At about noon, I guess, we had to go out and start picking people up and bringing them in. At this point there swings into operation an idea which turned out to be a godsend. This was the idea of using the barges to take Vietnamese down the river. This was the idea of a couple of guys, one of who was Mel Chatman. They came up with this idea a week or two before, and I think everybody thought it was a kind of hairbrained idea, but in the absence of any inertia to the contrary they went ahead and made these preparations and they had these barges waiting.
So all day long from noon until I stopped at about 3:30, I was going with a friend, Joe McBride, in these minivans, and we would go to these places and bring these people back to the barges. I'll never forget the first trip that I made with my van, it was packed to the gills with these people and we first of all had to go down and find the barge. That wasn't to easy the first time. You had to go down, go across the bridge, and get into the harbor area, go along a road there and finally find this place. We had a hard time getting across the bridge because by that time people were starting to come out and the city was really turning frenetic at that point. I didn't think we were going to get across that bridge. It was starting to be a big traffic jam. We just barely made it and I figured it would probably be the last trip and we wouldn't be able to get through again.
However, what I was told happened was that somebody came along from the embassy with a fistful of money and gave it to the policman who was directing traffic and paid him to stand there and direct traffic. Pretty soon things were moving again and I got back and went back again and again to the house and brought people back. That was really a heart-rending experience because we had a lot of people coming that day to the house, and of course all of them desperate to leave and all of them knowing by then that it was all over. You could see the helicopters coming overhead and it was also clear that there were more people congregated at this house than we were going to be able to take, Joe and I. I'll never forget the last run that I made. People were starting to desperately try to get aboard these vans and I had to almost get violent to keep order. I'll never forget one man, old man, who voluntarily stood aside and helped me calm people down, and he himself didn't try to get on the bus. He said, "Don't worry, don't worry, he'll be back." I think knowing full well that I wasn't going to be back. And he was right. I was told by the embassy that it was the last run and to come in.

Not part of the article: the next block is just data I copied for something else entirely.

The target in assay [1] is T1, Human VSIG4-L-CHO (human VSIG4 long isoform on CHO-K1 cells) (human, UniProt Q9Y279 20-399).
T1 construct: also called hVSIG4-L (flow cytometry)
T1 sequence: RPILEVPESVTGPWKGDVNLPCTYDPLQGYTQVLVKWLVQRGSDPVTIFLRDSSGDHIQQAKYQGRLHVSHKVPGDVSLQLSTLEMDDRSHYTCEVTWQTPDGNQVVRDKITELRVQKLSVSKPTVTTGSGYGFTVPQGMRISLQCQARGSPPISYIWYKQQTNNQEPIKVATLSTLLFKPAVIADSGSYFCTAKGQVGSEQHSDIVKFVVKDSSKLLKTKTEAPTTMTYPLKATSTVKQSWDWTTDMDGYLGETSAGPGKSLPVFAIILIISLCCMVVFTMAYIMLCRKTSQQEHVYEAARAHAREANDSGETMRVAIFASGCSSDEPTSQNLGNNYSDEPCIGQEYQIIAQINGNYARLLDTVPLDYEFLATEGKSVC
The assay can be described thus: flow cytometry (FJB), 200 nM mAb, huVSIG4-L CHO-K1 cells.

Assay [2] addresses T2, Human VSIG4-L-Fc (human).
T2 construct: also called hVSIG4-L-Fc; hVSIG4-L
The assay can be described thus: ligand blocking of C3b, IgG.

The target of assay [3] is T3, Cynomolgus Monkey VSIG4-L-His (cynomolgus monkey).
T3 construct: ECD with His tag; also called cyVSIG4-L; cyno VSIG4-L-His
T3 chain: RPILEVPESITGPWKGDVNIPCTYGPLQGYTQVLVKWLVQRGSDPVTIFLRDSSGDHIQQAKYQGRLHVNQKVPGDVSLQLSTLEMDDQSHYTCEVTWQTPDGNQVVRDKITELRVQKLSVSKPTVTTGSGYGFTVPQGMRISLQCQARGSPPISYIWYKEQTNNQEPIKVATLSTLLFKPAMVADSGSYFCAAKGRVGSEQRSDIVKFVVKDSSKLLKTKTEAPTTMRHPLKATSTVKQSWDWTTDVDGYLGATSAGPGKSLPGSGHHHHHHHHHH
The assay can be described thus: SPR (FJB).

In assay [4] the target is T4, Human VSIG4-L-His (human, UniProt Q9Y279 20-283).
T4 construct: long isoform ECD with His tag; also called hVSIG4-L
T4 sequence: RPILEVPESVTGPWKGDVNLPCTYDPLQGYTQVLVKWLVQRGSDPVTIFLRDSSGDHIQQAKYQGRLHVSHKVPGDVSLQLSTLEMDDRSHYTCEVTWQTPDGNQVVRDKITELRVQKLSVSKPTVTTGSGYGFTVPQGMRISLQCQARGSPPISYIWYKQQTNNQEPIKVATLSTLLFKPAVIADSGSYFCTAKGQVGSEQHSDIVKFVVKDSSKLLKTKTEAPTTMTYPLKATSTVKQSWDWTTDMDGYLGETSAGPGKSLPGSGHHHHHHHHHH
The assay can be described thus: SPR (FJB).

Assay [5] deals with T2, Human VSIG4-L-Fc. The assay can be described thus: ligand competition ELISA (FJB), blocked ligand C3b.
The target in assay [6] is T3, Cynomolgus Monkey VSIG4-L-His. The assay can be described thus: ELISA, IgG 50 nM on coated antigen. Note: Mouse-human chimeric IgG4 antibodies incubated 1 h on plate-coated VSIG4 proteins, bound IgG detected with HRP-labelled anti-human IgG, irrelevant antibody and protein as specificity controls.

I phoned in from the house and Eva Kim told me to come in.
Later that evening, while I was in the Embassy I got a phone call from a guy in the city --he seemed to be on a street somewhere. And he said, here I am, they told me to be here. I guess he was at a safe house. And he said they told him to meet at such and such a place and nobody ever came. I'm at such and such a spot -- he was on the street, not at a safe house. And I said the only thing he could do was go down to the barges.
But you see by then, everybody was afraid to go out. It was the old syndrome as long as you were with an American you felt a lot safer and that you were going to get through. People were afraid to go down just on their own. Who knows what would have happened? But I tried to convince this guy that that was his chance and it was a good chance.
I left the Embassy about 9 or 10 on the night of the 29th.
There wasn't any priority. I could pretty much have left when I wanted. At that point, helicopters would come in and anybody who wanted to and was ready could just go up to the roof. So about 9 I figured well, why not now? There was no reason to stay any longer.
One of the things I'll never forget was after we left and the helicopter circled out over the city you could look out to the west and see Long Binh base burning. A huge huge fire. Long Binh was one of our largest bases in Vietnam. I guess that watching it be consumed by fire summed everything up for me. Everything that we had tried to do was going up, literally, in flames. And also, of course, you had to think of all the people you were leaving behind, which was a tremendous number.
Today I think remember all the people we left behind. I think about how vindictive the other side has been. Even though it does seem there was not a blood bath in the sense that there was in Cambodia, nonetheless, there were plenty of people killed and after all this time there are still people in reeducation camps who have been there for years.
During the Vietnam War nobody ever left Vietnam in a boat. During all what the world thought were horrible years of war, nobody tried to escape from Vietnam. Since 1975, what is it now, a million and a half people have left. They are still leaving. Twenty-five thousand people a year are still leaving Vietnam by boat, not to mention three thousand or so per year who escape by land by coming across Cambodia.
Since the end of the war, in watching what the communists have done in Vietnam and in Cambodia, most people now recognize that when our government said we were fighting a bunch of really nasty guys, that turned out to be the case.